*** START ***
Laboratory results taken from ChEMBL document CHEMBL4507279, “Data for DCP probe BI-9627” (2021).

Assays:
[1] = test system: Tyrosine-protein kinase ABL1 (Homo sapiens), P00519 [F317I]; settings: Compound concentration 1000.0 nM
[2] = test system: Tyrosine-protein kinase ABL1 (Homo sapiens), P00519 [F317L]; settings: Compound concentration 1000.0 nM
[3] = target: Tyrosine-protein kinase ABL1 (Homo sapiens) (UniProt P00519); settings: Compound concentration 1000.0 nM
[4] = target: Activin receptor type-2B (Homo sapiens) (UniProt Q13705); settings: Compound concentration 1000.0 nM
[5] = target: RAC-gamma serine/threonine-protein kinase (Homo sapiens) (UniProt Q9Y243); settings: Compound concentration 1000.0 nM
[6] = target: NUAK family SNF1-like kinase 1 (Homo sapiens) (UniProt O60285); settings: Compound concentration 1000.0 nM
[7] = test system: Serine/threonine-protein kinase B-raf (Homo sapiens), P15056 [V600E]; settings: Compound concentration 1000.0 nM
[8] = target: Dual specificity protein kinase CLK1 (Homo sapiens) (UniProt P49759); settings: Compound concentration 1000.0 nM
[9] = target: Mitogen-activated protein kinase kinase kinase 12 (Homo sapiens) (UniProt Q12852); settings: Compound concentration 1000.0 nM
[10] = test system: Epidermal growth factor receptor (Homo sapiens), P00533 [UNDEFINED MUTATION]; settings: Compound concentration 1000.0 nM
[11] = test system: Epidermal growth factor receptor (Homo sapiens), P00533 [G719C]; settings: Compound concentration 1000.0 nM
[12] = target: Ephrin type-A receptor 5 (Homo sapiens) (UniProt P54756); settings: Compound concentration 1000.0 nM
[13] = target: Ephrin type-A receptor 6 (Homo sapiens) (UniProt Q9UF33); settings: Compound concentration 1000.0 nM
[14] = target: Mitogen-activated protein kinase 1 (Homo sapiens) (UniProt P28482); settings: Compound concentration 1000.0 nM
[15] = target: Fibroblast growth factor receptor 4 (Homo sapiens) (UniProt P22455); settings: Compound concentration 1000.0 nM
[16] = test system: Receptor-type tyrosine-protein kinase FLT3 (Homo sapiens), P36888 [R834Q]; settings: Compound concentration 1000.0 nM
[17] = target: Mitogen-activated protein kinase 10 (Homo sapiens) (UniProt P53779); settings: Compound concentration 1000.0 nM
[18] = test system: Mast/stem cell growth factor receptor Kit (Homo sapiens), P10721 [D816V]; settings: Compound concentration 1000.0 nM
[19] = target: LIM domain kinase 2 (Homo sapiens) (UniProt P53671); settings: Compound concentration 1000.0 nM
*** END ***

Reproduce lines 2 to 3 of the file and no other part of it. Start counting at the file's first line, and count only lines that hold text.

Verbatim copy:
Assays:
[1] = test system: Tyrosine-protein kinase ABL1 (Homo sapiens), P00519 [F317I]; settings: Compound concentration 1000.0 nM